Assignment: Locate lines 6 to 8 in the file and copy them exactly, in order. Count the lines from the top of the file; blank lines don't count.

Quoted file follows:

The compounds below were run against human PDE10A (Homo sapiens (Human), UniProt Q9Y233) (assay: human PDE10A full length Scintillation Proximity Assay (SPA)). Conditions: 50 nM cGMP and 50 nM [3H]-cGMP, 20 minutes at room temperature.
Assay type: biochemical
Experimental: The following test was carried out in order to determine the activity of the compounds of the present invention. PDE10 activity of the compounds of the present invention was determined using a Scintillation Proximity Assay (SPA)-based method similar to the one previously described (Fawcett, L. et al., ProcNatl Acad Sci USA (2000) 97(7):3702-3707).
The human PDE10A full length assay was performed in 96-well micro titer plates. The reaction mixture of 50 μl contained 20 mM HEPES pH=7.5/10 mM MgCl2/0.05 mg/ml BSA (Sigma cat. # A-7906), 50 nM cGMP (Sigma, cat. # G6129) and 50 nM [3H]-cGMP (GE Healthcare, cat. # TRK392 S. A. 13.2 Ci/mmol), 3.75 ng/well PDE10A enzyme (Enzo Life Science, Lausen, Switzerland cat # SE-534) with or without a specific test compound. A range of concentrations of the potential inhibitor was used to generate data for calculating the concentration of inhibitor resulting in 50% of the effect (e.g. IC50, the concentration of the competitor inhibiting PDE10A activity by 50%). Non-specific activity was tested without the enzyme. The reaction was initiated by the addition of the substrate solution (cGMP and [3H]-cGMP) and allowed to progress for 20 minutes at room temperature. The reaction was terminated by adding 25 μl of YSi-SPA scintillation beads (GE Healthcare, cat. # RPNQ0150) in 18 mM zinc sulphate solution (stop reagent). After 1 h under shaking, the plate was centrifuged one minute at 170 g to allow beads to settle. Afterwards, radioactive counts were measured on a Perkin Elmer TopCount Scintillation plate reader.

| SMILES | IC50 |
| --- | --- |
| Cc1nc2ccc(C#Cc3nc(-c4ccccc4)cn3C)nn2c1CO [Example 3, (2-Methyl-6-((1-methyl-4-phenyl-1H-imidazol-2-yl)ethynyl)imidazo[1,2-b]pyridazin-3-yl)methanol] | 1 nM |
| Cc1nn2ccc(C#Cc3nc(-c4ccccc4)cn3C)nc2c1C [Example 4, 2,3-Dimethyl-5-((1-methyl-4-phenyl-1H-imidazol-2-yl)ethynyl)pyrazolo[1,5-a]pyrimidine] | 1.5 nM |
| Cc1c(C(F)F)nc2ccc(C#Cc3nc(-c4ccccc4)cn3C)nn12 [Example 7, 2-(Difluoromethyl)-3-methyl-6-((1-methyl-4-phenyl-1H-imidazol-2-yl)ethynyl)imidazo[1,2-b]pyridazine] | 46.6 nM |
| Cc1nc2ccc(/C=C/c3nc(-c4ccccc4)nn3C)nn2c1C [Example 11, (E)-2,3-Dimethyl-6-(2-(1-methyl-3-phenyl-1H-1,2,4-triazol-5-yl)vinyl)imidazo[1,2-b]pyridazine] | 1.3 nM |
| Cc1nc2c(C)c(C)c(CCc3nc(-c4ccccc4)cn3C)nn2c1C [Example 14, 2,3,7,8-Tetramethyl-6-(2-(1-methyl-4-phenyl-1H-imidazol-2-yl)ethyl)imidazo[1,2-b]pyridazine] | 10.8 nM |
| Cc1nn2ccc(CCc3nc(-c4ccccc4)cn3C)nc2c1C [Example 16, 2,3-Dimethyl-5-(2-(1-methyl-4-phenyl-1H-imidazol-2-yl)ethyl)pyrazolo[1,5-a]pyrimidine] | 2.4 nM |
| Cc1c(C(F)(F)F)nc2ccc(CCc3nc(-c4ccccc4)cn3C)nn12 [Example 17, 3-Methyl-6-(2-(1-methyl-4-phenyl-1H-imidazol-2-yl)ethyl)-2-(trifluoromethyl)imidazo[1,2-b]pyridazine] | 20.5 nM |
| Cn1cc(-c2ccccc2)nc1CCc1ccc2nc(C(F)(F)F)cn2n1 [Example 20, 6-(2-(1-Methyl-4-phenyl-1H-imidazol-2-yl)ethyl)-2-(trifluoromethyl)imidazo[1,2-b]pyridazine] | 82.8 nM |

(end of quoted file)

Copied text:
| --- | --- |
| Cc1nc2ccc(C#Cc3nc(-c4ccccc4)cn3C)nn2c1CO [Example 3, (2-Methyl-6-((1-methyl-4-phenyl-1H-imidazol-2-yl)ethynyl)imidazo[1,2-b]pyridazin-3-yl)methanol] | 1 nM |
| Cc1nn2ccc(C#Cc3nc(-c4ccccc4)cn3C)nc2c1C [Example 4, 2,3-Dimethyl-5-((1-methyl-4-phenyl-1H-imidazol-2-yl)ethynyl)pyrazolo[1,5-a]pyrimidine] | 1.5 nM |